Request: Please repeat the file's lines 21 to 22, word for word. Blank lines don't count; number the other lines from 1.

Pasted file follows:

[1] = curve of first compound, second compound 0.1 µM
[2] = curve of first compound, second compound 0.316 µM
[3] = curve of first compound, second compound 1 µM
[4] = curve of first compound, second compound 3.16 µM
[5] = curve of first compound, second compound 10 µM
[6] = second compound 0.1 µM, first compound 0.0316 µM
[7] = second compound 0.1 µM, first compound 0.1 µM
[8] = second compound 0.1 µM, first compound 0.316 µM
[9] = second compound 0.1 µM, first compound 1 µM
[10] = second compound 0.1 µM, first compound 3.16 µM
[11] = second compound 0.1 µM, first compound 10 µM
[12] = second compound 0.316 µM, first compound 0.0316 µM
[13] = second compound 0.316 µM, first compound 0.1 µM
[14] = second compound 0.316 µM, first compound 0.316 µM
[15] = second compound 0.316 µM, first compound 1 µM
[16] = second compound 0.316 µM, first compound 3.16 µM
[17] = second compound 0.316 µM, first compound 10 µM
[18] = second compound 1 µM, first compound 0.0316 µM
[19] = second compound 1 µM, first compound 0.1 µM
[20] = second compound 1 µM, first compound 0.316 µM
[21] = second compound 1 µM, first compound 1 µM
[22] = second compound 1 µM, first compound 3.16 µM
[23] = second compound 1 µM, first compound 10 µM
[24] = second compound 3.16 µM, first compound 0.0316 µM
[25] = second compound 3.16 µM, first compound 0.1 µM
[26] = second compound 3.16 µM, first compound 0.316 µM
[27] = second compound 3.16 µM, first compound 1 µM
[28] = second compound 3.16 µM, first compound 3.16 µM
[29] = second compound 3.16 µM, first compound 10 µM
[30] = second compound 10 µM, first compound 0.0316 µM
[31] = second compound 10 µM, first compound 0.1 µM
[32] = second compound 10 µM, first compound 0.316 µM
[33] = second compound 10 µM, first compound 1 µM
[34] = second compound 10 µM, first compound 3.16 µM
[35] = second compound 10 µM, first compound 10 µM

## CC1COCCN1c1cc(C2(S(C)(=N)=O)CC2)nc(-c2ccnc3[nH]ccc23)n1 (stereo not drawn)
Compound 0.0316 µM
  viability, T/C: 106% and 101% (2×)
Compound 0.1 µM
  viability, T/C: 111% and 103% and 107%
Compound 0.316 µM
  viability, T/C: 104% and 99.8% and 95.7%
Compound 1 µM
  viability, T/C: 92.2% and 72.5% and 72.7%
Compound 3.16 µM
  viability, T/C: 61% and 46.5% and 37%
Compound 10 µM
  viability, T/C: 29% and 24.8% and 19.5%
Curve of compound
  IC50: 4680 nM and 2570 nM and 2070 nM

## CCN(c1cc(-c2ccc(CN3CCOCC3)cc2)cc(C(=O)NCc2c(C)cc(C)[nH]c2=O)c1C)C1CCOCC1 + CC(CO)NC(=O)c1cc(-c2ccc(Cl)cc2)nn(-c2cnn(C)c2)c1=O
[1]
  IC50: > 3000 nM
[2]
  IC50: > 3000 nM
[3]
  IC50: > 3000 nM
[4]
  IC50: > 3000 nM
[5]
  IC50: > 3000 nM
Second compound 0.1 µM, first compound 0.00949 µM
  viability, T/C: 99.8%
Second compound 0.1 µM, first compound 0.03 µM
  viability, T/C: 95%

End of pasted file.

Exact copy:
[21] = second compound 1 µM, first compound 1 µM
[22] = second compound 1 µM, first compound 3.16 µM